Alaska: A Cautionary Tale

Alaska is witnessing a push to repeal ranked choice voting (RCV), with proponents advocating a return to a partisan primary. The November 2022 election cycle saw the downside of a “Non-partisan Pick One Primary” and RCV, voter suppression and subverting the actual will of the people.

Lt. Gov. Nancy Dahlstrom announced that sponsors of the anti-RCV initiative gathered nearly 37,000 signatures, exceeding the required threshold by about 10,000. This move marks a substantial step forward for those seeking to overturn the state’s RCV system, which was implemented in 2020. The collected signatures span 34 of Alaska’s 40 voting districts, further bolstering the initiative’s legitimacy.

Non-Partisan Primary

This initiative came after an election where many felt the will of the people was subverted through confusion and voter suppression. In the 2022 Primary Election 22 candidates entered the race for US Representative. Eight of those ran as Republicans and one as Democratic. The top two Republicans received 107,714 votes, about 56% combined while the Democrat received 70,295, about 37%. 

The candidate receiving the next highest number of votes was Tara Sweeny, a Republican with 7,195 votes, about 4%. That looks like a 60% advantage for Republicans going into the General Election. But wait, due to RCV Chris Bye the Libertarian candidate proceeded to the General with just 1,189 votes, less than 1% of the vote. 

Round 1

The General Election now had two Republicans, one Democrat, and one Libertarian in the race with the Republican Party as the favorite. With two Republicans on the ballot, however, the Republican vote was split so Democrat Mary Petola received the most votes. Libertarian Chris Bye received only 1.89% of the vote so he was eliminated from the following rounds.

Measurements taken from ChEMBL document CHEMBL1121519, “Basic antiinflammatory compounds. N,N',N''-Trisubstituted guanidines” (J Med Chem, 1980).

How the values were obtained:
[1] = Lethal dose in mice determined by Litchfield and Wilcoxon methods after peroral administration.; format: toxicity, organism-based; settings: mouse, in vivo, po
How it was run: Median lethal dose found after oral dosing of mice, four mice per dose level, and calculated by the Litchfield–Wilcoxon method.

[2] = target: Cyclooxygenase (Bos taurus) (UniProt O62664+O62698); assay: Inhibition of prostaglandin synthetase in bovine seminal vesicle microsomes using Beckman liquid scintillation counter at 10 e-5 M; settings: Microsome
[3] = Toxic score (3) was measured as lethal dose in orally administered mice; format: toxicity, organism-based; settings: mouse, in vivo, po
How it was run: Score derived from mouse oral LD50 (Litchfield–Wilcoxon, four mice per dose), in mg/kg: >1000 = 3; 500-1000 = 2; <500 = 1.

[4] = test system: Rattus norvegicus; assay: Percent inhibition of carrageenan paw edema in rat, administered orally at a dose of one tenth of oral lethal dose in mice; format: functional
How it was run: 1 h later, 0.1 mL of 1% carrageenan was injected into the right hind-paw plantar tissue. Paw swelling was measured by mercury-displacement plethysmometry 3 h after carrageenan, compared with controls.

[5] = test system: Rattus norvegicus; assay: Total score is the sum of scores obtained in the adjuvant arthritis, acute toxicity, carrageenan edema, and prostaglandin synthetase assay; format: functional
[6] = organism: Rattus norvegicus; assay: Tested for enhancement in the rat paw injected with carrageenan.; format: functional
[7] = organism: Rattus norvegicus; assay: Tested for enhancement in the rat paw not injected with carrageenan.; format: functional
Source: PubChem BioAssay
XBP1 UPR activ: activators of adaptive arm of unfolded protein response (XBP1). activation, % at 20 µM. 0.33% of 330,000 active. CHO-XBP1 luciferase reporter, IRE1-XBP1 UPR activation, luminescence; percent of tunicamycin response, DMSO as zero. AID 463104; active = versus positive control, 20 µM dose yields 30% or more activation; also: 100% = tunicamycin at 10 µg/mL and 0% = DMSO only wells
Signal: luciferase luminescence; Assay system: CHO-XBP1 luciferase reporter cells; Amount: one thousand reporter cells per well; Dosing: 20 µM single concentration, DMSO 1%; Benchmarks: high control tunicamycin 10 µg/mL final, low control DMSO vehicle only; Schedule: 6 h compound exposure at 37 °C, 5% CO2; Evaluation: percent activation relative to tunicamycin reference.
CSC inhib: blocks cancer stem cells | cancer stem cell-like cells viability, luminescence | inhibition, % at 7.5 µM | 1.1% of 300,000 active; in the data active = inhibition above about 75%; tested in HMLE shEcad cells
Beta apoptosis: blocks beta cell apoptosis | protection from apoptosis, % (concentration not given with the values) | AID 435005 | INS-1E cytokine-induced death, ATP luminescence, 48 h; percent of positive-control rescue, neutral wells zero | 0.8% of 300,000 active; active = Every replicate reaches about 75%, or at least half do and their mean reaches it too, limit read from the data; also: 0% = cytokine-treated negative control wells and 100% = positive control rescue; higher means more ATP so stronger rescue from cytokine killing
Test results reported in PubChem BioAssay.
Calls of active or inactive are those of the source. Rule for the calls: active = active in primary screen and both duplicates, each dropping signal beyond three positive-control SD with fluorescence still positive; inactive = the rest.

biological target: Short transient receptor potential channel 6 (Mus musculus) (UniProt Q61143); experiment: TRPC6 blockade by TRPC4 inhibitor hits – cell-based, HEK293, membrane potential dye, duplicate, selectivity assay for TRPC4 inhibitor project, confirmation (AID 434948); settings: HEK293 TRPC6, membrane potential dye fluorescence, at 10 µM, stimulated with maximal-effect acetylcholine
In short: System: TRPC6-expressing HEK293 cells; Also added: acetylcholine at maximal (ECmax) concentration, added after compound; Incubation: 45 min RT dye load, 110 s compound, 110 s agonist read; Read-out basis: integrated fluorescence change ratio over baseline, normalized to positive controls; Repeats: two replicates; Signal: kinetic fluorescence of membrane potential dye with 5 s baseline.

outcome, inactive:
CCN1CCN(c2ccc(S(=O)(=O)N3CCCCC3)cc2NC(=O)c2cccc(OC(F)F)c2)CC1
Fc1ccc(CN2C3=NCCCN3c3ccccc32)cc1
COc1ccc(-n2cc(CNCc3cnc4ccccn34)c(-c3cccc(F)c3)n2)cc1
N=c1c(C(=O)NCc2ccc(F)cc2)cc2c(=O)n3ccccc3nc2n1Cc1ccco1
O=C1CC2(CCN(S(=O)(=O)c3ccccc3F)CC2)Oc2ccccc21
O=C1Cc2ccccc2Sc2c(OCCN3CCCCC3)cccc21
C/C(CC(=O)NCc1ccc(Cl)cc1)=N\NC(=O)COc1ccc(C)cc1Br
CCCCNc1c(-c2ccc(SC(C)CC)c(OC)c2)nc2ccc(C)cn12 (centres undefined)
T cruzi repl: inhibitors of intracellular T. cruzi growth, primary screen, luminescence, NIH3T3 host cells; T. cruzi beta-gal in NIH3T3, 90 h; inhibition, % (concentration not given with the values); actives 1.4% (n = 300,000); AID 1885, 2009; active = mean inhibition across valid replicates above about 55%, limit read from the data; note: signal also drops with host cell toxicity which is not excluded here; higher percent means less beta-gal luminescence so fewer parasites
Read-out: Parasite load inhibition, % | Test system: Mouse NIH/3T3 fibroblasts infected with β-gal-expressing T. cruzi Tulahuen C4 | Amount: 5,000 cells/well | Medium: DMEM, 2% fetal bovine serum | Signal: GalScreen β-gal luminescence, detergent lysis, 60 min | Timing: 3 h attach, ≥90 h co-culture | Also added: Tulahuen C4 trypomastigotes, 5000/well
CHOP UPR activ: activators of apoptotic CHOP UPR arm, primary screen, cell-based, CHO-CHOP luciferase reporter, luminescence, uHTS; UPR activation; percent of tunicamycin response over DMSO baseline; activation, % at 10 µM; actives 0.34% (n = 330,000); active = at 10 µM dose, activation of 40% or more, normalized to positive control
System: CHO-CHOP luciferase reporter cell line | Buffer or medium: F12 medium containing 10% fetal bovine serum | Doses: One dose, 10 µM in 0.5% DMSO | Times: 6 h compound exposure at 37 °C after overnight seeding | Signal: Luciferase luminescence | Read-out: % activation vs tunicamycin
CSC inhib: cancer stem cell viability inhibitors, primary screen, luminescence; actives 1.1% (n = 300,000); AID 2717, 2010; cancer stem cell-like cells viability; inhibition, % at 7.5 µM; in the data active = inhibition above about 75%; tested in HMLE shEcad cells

Round 2

Through RCV Chris Bye’s voters had the chance to select a second choice for victory. Almost 2000 of them chose Nick Begich with another 2000 split between Palin and Peltola. This kept Peltola in the lead with 49%, Palin in second with 26%, and Begich with 24% so he would not be advancing to round three. 

Nearly 1000 of Bye’s voters were declared “exhausted” meaning they had only voted for Bye. They lost their votes in the second and third rounds. Instead of getting another chance to choose in a traditional runoff, their votes were essentially tossed in the trash.

Round 3

In a traditional process, the Republican Party would have held their own Primary and chosen who would represent them in the General Election. Conservatives in Alaska would have rallied behind one candidate to defeat the other Parties’ opponents. That way, the vote would not be split as it was in this race. Perhaps the Democratic Party anticipated this scenario and coalesced around one candidate prior to the Primary Election with an unofficial selection process. 

When Peltola was declared the winner in the third round 14,796 voters’ ballots had been exhausted. That’s almost 15,000 citizens who were not given the choice between Sarah Palin and Mary Peltola. Whether that was due to purposeful choice, confusion, or a lack of education about RCV, 15,000 voters were disenfranchised in the final round.  

Disenfranchisement from RCV isn’t unique to this one Alaskan race. It happens with every ranked choice or preferential voting system. Alaskan voters and voters all across the nation have discovered that the new voting system they were sold was not what they received and they want to return it. 

Texans must learn from the mistakes of Alaska and other states who have tried RCV and similar systems. Preferential voting has not taken root in Texas and must be stopped before it is started. Don’t be fooled, Texas needs Closed Primary Elections and a Runoff system that isn’t confusing and inaccurate.